Cut flower gardens – comprising of several long linear beds designed for easy planting, weeding and picking access – can make an impressive statement in any landscape. Perennials and bulbs with long stems such as those offered by popular long stem varieties make great cutting material.
Harvest flowers early morning or late evening when their stems are less likely to wilt, using lukewarm water rather than cold; this helps increase absorption by your flowers faster.
Choose the Right Plants
Create a dedicated space for your cut flowers or incorporate them into existing garden beds and containers. Sunshine is ideal, although some varieties do well under cover as well. Accessibility should also be kept in mind to make sure that all blooms can be reached without trampling other plants or breaking stems.
Cut flower gardens require healthy soil quality for optimal flower production. Consider adding organic matter like well-rotted manure or compost to improve texture and maintain an ideal pH level.
Plant your cut flower garden in rows for effortless maintenance: this makes weeding, staking, and picking much simpler. Keep taller plants in mind when planning rows – they require robust supports – while planting filler plants such as ferns or baby’s breath between rows will block out weeds and keep the garden tidy. Deadheading regularly is also crucial; remove spent blooms and damaged foliage to encourage new flowers while prolonging vase life and extend bloom life span.
Prepare the Soil
As part of creating a cut flower garden, the initial step should be preparing the soil. This involves testing and amending with organic materials such as compost for improved soil structure and slow release nutrients.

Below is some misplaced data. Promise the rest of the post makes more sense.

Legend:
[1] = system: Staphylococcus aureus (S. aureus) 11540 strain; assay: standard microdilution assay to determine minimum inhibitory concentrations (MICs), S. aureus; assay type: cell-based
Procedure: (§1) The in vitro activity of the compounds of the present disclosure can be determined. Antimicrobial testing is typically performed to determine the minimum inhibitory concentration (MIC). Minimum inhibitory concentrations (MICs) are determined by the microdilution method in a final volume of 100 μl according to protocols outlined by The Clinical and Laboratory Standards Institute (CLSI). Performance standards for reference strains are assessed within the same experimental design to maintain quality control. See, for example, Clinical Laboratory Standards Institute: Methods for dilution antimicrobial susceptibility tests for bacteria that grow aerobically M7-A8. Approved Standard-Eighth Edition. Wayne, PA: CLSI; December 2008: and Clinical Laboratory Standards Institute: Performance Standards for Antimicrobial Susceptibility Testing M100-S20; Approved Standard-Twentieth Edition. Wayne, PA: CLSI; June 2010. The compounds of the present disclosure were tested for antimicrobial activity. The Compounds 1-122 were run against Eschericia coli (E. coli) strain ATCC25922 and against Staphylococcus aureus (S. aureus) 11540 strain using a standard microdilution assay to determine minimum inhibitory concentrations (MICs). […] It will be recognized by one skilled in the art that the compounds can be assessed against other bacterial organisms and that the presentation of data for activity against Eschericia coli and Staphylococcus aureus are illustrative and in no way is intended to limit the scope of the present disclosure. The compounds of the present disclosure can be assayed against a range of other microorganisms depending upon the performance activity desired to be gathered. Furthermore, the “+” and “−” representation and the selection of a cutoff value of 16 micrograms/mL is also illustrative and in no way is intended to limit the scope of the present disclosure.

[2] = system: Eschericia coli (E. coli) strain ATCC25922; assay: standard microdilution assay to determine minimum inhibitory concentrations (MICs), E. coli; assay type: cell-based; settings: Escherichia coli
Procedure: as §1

Take into account your climate and environment when selecting flowers. Many varieties do not prefer hot, dry climates and require additional protection against wind or rain.
Consider also the bloom time and duration of each plant when making your selections. To extend the season of cutting flowers, plant bulbs in winter/early spring that bloom all through summertime with annuals that continue blooming later on.
Consider including fragrant and filler flowers into your cut flower garden to add diversity and texture. Since some cut flowers can be heavy, support should be provided for climbing plants such as sweet peas or clematis that require climbing support. Furthermore, include pest-repelling flowers or herbs into your cut flower plot to help maintain an organic garden environment.
Betsy Hitt of Peregrine Farm suggests the key to creating a successful cut flower garden is creating a balanced mixture of perennials and annuals, with repeat bloomers. You could also include hardy half-hardy biennials like sweet william and sweet rocket for filling gaps between perennials and annuals, she suggests.
Once you’ve selected the varieties to plant, plan out their beds on paper by drawing their bloom times, heights and growing conditions on it. Group plants that share similar requirements to make it easier to keep them healthy; for instance, tall plants should have supports nearby so as to keep them from flopping over as they expand.
Louise advises harvesting at an angle and trimming away foliage below the water line, using clean tools such as pail, vase and cutting tools. Regular water changes will prevent bacteria contamination while prolonging vase life.
Cut flower gardens can thrive anywhere, but for optimal success it should be in a sunny location with rich soil that drains well. Some popular cut flowers such as annuals such as zinnias, sunflowers and sweet peas are easy to cultivate from seed or purchased as transplants from nurseries or home and garden centers; seed catalogs or plant tags often outline ideal growing conditions.
Keep in mind that taller flowers, such as zinnias and sunflowers, may require support in the form of stakes or trellises to prevent them from flopping over as they grow taller. Other flowers like climbing nasturtiums and sweet peas require vine support in the form of either netting or trellis structures to stay upright as vines.
If possible, designate an area of the landscape specifically for cutting flowers to reduce depleting existing planting beds and borders. If space does not permit this solution, try including perennials and hardy bulbs that lend themselves well to cutting to extend your picking season.